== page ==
Nanoparticle vaults deliver drugs that stimulate the immune system to fight cancer

May 4, 2011

Artist's impression of nanoscale vault containing anti-cancer drug (credit: UCLA)

Scientists at UCLA’s Jonsson Comprehensive Cancer Center have discovered a way to wake up the immune system to fight cancer by delivering an immune system-stimulating protein in a “nanoscale vault” directly into lung cancer tumors, harnessing the body’s natural defenses to fight disease growth.

The vaults are barrel-shaped nanoscale capsules found in the cytoplasm of all mammalian cells.

They were engineered to slowly release a protein, the chemokine CCL21, into the tumor. Pre-clinical studies in mice with lung cancer showed that the protein stimulated the immune system to recognize and attack the cancer cells, potently inhibiting cancer growth.

The new vault delivery system is based on a 10-year, ongoing research effort focusing on using a patient’s white blood cells to create dendritic cells, which are cells of the immune system that process antigen material and present it on the surface to other immune system cells.

The first phase of the research used a replication-deficient adenovirus to infect the dendritic cells and prompt them to over-secrete CCL21.  Ten million engineered cells at a time were then injected directly into the patient’s lung cancer to stimulate an immune response.

The researchers showed that the dendritic cell method is safe, has no side effects, and seems to boost the immune response. They found T lymphocytes circulating in the bloodstream with specific cytokine signatures, indicating that the lymphocytes were recognizing the cancer as a foreign invader.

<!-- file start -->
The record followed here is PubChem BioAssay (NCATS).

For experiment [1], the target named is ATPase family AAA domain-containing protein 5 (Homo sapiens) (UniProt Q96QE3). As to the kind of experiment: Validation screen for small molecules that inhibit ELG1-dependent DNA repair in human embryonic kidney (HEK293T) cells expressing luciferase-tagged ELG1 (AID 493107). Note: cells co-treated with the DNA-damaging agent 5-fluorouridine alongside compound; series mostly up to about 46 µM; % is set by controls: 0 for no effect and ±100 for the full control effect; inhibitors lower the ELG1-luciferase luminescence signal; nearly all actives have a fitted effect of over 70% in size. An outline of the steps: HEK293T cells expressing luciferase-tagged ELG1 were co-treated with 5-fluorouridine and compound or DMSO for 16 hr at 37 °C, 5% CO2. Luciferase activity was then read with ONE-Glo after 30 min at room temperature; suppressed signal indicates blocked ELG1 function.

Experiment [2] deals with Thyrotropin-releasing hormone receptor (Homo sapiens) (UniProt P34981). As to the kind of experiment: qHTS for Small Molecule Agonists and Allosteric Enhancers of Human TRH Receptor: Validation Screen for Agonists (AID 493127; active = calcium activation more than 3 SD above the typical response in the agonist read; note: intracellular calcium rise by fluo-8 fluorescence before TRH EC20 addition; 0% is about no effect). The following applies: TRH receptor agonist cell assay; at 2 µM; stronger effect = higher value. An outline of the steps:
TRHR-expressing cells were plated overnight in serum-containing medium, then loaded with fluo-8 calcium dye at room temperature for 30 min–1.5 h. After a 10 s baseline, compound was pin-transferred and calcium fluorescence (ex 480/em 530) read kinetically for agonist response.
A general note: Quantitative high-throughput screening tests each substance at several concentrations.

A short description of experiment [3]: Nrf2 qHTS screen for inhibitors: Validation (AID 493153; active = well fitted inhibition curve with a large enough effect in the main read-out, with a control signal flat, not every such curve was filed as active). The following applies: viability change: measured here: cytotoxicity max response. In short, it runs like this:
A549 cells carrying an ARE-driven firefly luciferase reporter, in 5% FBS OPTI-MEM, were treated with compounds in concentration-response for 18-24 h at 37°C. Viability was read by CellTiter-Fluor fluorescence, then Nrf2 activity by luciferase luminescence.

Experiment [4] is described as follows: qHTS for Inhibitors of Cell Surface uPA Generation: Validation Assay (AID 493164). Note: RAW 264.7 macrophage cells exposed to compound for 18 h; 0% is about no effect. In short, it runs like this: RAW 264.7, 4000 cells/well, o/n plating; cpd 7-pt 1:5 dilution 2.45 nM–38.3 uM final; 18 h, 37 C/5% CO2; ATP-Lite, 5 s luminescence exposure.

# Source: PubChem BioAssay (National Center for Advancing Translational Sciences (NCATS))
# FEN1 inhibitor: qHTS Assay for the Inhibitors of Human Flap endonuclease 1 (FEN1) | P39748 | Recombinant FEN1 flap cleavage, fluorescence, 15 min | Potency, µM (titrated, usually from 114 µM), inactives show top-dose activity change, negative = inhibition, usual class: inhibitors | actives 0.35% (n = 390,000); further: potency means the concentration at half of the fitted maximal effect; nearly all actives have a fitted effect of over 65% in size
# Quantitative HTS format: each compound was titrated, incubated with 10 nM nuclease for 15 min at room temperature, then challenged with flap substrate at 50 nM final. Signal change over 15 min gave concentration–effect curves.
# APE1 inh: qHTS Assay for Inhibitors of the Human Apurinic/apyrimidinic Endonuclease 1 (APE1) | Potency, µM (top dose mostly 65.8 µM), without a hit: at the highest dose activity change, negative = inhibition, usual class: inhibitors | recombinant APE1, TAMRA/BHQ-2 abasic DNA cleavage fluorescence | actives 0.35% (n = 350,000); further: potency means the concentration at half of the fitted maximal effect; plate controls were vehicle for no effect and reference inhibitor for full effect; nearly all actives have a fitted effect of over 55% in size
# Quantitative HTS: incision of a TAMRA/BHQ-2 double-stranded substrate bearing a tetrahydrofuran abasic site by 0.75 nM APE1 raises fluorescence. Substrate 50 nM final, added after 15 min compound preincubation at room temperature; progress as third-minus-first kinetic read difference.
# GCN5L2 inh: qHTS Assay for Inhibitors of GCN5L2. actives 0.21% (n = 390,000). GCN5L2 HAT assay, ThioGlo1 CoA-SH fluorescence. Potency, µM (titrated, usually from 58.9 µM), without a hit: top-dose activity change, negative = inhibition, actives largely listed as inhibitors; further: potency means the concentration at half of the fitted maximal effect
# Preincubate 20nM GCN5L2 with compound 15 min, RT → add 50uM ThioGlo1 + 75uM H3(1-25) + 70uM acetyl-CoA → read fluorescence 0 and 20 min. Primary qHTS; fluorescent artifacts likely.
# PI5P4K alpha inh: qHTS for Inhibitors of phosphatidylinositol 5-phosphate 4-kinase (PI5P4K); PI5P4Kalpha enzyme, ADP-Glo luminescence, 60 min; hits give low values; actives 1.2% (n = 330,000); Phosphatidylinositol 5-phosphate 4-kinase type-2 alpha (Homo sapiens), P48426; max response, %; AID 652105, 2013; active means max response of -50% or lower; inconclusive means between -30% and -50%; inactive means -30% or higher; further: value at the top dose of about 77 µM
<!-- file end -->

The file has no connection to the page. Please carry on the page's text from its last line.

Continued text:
However, it took more than a week to differentiate the white blood cells into dendritic cells and let them grow to the millions required for the therapy. The dendritic cells were infected with a virus engineered to carry a gene that caused the cells to secrete CCL21 and then injected into the patient’s tumor using guided imaging.

During the second phase of the research, the scientists decided to replace the dendritic cells with a nano-vehicle to deliver the CCL21, an easier and less expensive treatment. The vault nanoparticles containing the CCL21 were engineered to slowly release the protein into the tumor over time, producing an enduring immune response. Although the vaults protect the packed CCL21, they act like a time-release capsule, the researchers said.

The researchers plan to test the vault delivery method in human studies within the next three years, the first time a vault nanoparticle will be used in humans for a cancer immunotherapy.

Only a single injection into the tumor of the vault nanoparticle would be required. because of the slow-release design, the researchers said. Eventually it could be designed to be patient-specific by adding the individual’s tumor antigens into the vault.

The vaults could also be targeted by adding antibodies to their surface that recognize receptors on the tumor. The injection would then be delivered into the bloodstream and the vault would navigate to the tumor, a less invasive process that would be easier on the patients. The vault could also seek out and target tumors and metastases too small to be detected with imaging.

Because a vault is naturally occurring particle, it causes no harm to the body and is potentially an ideal vehicle for use in delivery of personalized therapies, the researchers said.

Ref: Upendra K. Kar, Minu K. Srivastava, Asa Andersson, Felicita Baratelli, Min Huang, Valerie A. Kickhoefer, Steven M. Dubinett, Leonard H. Rome, Sherven Sharma, Novel CCL21-Vault Nanocapsule Intratumoral Delivery Inhibits Lung Cancer Growth, PLoS ONE, 2011; 6 (5): e18758 DOI: 10.1371/journal.pone.0018758